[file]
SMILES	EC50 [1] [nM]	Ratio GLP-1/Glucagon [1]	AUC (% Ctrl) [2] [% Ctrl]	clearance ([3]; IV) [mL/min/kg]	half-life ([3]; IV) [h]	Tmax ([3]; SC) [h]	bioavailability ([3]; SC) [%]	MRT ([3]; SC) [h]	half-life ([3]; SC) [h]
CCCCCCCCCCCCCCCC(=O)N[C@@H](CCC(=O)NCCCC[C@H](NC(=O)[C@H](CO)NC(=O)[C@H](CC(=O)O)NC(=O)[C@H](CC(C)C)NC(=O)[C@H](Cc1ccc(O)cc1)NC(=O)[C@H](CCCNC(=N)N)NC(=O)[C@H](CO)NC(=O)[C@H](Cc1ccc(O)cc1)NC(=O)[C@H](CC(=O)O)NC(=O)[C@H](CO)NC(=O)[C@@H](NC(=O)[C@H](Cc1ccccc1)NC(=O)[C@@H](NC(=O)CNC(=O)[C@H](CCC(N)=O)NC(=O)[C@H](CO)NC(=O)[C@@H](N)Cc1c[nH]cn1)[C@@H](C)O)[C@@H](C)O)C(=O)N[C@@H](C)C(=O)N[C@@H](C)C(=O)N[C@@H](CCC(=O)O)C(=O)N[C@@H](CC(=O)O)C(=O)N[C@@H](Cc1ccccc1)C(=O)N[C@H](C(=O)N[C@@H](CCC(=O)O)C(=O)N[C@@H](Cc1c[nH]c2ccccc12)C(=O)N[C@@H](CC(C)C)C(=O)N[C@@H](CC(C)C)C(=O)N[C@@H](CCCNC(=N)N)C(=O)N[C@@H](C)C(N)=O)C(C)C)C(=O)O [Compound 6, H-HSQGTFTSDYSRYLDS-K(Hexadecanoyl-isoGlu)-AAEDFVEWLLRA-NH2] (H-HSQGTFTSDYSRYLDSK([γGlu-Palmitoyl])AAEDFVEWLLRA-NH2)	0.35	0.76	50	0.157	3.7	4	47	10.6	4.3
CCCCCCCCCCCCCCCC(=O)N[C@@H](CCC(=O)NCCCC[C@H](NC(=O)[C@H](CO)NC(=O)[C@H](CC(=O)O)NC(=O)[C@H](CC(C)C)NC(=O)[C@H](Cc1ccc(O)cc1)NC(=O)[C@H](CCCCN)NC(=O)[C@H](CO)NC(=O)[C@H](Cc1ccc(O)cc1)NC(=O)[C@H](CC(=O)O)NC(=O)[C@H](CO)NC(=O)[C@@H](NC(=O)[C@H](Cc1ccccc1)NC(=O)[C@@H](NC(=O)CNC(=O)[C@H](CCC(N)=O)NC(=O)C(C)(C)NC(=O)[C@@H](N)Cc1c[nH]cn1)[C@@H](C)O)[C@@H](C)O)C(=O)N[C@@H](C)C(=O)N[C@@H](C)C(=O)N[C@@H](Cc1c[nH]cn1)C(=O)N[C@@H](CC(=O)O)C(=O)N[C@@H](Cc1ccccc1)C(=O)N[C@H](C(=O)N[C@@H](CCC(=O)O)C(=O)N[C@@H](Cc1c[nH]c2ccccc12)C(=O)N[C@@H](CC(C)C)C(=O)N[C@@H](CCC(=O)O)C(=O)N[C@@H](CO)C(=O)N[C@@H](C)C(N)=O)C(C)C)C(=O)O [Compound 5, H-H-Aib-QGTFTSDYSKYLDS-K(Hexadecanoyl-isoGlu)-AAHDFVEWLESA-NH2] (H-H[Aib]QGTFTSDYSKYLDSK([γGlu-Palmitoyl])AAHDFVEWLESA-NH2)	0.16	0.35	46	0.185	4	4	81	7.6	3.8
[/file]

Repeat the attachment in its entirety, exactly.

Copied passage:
SMILES	EC50 [1] [nM]	Ratio GLP-1/Glucagon [1]	AUC (% Ctrl) [2] [% Ctrl]	clearance ([3]; IV) [mL/min/kg]	half-life ([3]; IV) [h]	Tmax ([3]; SC) [h]	bioavailability ([3]; SC) [%]	MRT ([3]; SC) [h]	half-life ([3]; SC) [h]
CCCCCCCCCCCCCCCC(=O)N[C@@H](CCC(=O)NCCCC[C@H](NC(=O)[C@H](CO)NC(=O)[C@H](CC(=O)O)NC(=O)[C@H](CC(C)C)NC(=O)[C@H](Cc1ccc(O)cc1)NC(=O)[C@H](CCCNC(=N)N)NC(=O)[C@H](CO)NC(=O)[C@H](Cc1ccc(O)cc1)NC(=O)[C@H](CC(=O)O)NC(=O)[C@H](CO)NC(=O)[C@@H](NC(=O)[C@H](Cc1ccccc1)NC(=O)[C@@H](NC(=O)CNC(=O)[C@H](CCC(N)=O)NC(=O)[C@H](CO)NC(=O)[C@@H](N)Cc1c[nH]cn1)[C@@H](C)O)[C@@H](C)O)C(=O)N[C@@H](C)C(=O)N[C@@H](C)C(=O)N[C@@H](CCC(=O)O)C(=O)N[C@@H](CC(=O)O)C(=O)N[C@@H](Cc1ccccc1)C(=O)N[C@H](C(=O)N[C@@H](CCC(=O)O)C(=O)N[C@@H](Cc1c[nH]c2ccccc12)C(=O)N[C@@H](CC(C)C)C(=O)N[C@@H](CC(C)C)C(=O)N[C@@H](CCCNC(=N)N)C(=O)N[C@@H](C)C(N)=O)C(C)C)C(=O)O [Compound 6, H-HSQGTFTSDYSRYLDS-K(Hexadecanoyl-isoGlu)-AAEDFVEWLLRA-NH2] (H-HSQGTFTSDYSRYLDSK([γGlu-Palmitoyl])AAEDFVEWLLRA-NH2)	0.35	0.76	50	0.157	3.7	4	47	10.6	4.3
CCCCCCCCCCCCCCCC(=O)N[C@@H](CCC(=O)NCCCC[C@H](NC(=O)[C@H](CO)NC(=O)[C@H](CC(=O)O)NC(=O)[C@H](CC(C)C)NC(=O)[C@H](Cc1ccc(O)cc1)NC(=O)[C@H](CCCCN)NC(=O)[C@H](CO)NC(=O)[C@H](Cc1ccc(O)cc1)NC(=O)[C@H](CC(=O)O)NC(=O)[C@H](CO)NC(=O)[C@@H](NC(=O)[C@H](Cc1ccccc1)NC(=O)[C@@H](NC(=O)CNC(=O)[C@H](CCC(N)=O)NC(=O)C(C)(C)NC(=O)[C@@H](N)Cc1c[nH]cn1)[C@@H](C)O)[C@@H](C)O)C(=O)N[C@@H](C)C(=O)N[C@@H](C)C(=O)N[C@@H](Cc1c[nH]cn1)C(=O)N[C@@H](CC(=O)O)C(=O)N[C@@H](Cc1ccccc1)C(=O)N[C@H](C(=O)N[C@@H](CCC(=O)O)C(=O)N[C@@H](Cc1c[nH]c2ccccc12)C(=O)N[C@@H](CC(C)C)C(=O)N[C@@H](CCC(=O)O)C(=O)N[C@@H](CO)C(=O)N[C@@H](C)C(N)=O)C(C)C)C(=O)O [Compound 5, H-H-Aib-QGTFTSDYSKYLDS-K(Hexadecanoyl-isoGlu)-AAHDFVEWLESA-NH2] (H-H[Aib]QGTFTSDYSKYLDSK([γGlu-Palmitoyl])AAHDFVEWLESA-NH2)	0.16	0.35	46	0.185	4	4	81	7.6	3.8